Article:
HR departments may play important roles in creating faster and more agile competitive organisations through the acceleration of learning loops at different levels of an organisation, writes Wayne Brockbank
This is the second of a two-part article that addresses how to establish learning loops in the context of fast moving, uncertain, morphing and complex business environments. In the first article, we examined the implications of learning loops in today’s business environment at a system-wide level. We discussed that for optimal advantage, organisations must create learning loops at each organisational level. Individuals must learn from themselves and from each other. Feedback loops must also facilitate learning within and across teams. Departments must likewise learn within and across themselves. Feedback loops must also occur within and across divisions or business units. Finally learning loops should also occur between the organisation and its key external stakeholders.
As such learning loops become habits that continually learn from and reinforce each other, individuals, teams, departments, business units and the organisation as a whole become faster, more agile and more competitive.
By way of review, the intensity and frequency of feedback loops accomplish the following:
- They bring envisioned future states into present goals, activities and learning;
- They enable frequent evaluation and opportunities for reinforcement or midcourse corrections;
- They enable support functions to assess their alignment with the organisation’s primary value-creating activities;
- They enable the rebalancing of agility and stability;
- They encourage evaluating whether control functions (e.g. legal, HR, accounting, and audit) have reached their point of diminishing returns; and
- They shorten the life span of projects that might otherwise be drawn out in time.
- HR may add substantial value relative to the learning loops agenda in several ways.
“Leading qualitative metrics will undoubtedly become relatively more important as the behaviors of individual and collective learning become key to success”
HR can play a major role in identifying, building and leveraging learning loops that create the greatest value. For example, different organisations might find greatest value through individual learning loops whereas other organisations might find greatest value at the team, department or inter-business unit levels.
Depending on the nature of the work and the competitive environment, different weighting may be applied to different levels. A recent client found that 55 per cent of value was created across business units; 35 per cent was created through external environment–based learning loops; 15 per cent of learning loop value resulted from team-based learning.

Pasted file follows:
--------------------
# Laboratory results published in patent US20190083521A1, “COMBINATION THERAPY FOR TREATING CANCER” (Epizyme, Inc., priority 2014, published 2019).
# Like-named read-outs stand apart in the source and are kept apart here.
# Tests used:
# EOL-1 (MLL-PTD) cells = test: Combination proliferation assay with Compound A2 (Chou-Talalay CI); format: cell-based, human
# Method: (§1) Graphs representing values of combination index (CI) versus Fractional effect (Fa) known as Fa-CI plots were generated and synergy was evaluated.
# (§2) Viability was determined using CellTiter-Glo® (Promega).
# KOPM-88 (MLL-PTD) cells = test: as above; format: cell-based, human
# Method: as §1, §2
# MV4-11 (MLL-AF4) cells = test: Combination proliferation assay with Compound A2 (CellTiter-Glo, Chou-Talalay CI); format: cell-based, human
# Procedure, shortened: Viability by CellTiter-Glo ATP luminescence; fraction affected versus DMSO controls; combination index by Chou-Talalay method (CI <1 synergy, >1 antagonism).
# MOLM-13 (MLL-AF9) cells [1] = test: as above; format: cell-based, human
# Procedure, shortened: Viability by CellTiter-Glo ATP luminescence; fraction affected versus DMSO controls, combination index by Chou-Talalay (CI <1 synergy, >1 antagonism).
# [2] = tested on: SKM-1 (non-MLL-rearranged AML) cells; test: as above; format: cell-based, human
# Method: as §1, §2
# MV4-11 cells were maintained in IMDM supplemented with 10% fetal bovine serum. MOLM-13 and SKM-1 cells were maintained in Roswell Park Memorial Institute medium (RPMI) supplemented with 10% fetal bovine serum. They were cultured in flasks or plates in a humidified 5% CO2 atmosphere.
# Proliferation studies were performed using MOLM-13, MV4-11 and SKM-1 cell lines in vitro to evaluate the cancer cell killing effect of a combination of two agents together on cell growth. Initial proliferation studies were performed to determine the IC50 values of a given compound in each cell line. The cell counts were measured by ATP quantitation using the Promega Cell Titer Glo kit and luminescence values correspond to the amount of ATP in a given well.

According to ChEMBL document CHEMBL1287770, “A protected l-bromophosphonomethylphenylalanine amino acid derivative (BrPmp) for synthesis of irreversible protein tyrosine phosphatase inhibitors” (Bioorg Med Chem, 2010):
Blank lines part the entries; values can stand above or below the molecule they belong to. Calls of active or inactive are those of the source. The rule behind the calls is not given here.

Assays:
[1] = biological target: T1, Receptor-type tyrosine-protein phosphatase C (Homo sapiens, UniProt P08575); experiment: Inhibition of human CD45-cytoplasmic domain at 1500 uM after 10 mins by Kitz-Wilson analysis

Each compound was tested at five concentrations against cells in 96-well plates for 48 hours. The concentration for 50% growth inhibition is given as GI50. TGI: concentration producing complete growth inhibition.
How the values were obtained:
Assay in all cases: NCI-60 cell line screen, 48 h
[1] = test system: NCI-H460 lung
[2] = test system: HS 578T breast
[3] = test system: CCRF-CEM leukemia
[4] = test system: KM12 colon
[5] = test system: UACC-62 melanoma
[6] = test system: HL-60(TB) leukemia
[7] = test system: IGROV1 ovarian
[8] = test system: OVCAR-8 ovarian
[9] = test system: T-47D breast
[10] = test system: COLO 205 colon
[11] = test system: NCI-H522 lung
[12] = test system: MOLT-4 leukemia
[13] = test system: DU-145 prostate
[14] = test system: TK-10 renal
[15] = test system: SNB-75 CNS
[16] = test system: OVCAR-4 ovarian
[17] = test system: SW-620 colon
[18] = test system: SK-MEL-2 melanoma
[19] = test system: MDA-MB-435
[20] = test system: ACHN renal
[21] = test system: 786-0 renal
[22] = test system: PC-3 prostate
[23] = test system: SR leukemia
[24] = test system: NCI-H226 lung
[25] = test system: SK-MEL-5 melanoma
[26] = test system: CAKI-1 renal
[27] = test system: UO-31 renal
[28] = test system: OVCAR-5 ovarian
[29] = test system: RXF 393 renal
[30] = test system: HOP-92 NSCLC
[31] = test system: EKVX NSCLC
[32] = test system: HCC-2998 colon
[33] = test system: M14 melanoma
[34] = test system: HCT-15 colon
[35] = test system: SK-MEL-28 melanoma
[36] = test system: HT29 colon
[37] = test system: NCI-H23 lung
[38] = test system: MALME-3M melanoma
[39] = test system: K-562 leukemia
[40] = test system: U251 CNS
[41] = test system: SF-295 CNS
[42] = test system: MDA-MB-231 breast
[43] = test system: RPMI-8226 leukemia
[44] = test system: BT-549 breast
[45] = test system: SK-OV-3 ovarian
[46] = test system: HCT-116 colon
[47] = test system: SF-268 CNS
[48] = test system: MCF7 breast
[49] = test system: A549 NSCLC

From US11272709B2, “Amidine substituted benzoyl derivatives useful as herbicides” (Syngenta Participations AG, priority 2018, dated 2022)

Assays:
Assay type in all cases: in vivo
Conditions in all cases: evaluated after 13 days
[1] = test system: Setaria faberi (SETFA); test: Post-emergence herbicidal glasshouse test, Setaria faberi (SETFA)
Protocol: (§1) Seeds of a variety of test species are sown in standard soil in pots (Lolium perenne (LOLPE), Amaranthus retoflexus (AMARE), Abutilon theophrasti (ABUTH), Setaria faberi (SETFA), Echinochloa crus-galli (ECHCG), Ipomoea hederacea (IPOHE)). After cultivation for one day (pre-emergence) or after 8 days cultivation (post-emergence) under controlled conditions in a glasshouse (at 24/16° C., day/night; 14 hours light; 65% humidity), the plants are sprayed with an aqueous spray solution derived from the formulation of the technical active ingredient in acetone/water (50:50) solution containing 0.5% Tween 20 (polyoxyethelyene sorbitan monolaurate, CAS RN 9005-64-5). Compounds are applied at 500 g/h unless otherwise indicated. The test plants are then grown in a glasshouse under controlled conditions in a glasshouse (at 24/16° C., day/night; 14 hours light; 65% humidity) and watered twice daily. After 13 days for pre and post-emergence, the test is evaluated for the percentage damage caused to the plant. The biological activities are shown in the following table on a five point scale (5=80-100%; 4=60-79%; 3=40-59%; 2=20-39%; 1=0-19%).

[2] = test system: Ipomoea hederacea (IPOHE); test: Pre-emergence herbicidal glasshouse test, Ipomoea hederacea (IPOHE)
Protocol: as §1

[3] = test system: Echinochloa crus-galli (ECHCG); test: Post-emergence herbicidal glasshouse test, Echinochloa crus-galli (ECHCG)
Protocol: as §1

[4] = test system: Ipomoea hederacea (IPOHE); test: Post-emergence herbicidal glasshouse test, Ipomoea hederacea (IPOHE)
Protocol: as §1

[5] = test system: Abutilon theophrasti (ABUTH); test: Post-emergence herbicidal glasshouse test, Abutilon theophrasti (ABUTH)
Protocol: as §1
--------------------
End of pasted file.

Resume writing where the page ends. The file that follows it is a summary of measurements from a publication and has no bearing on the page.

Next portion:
HR can facilitate discussions about what learning content will provide greatest value. One company found that getting its leading research scientists to learn from each other would provide greatest value. Another company found that sharing best practices across business units was critical to optimise market capitalisation. Still another company found creating faster feedback loops with its customers was most central for market share growth. In each of these cases, HR facilitated the forums and processes for these learning looks to occur.
In order for learning loops to add value they must not only generate learning but the learning must result in practical application and performance results. The speed and agility with which this cycle occurs accelerates all three. This cycle must be reinforced by more flexible quantitative and qualitative performance metrics. Lag quantitative metrics need to be more agile since the direction and speed of change should not be constrained by measurements that are based on past rather than present and future realities. Leading qualitative metrics will undoubtedly become relatively more important as the behaviors of individual and collective learning become key to success.
HR departments might ask themselves the following: Have individuals or teams adopted and applied learnings from other individuals or teams. Have they provided learnings for other individuals or teams? Are people and teams rewarded for positive sharing and receiving? Do people or teams experience negative sanctions for not sharing or receiving feedback?
“In order for learning loops to add value they must not only generate learning but the learning must result in practical application and performance results”
One client has found that recruiting and developing technical specialists with greater breadth of expertise and experience has facilitated greater speed and agility within and across her teams. While deep knowledge remains important, the ability to learn quickly from others in response to changing market conditions is enhancing the performance of her business. She has worked closely with HR to change the recruitment criteria and development agenda for her unit to account for broader knowledge and learning agility.
Through such practices, HR departments may play important roles in creating faster and more agile competitive organisations through the acceleration of learning loops at each level.
Action steps for HR
- Embrace that HR has the potential to play a major role in creating competitive advantage by crafting fast and agile organisations.
- Identify the learning feedback loops that would create the greatest value: what levels with what content.
- Facilitate processes and incentives that encourage the providing and receiving of feedback.
- Recruit and develop generalists with the knowledge, skills and experience to facilitate learning loops across individuals, teams, departments businesses and between the organisation and its key external stakeholders.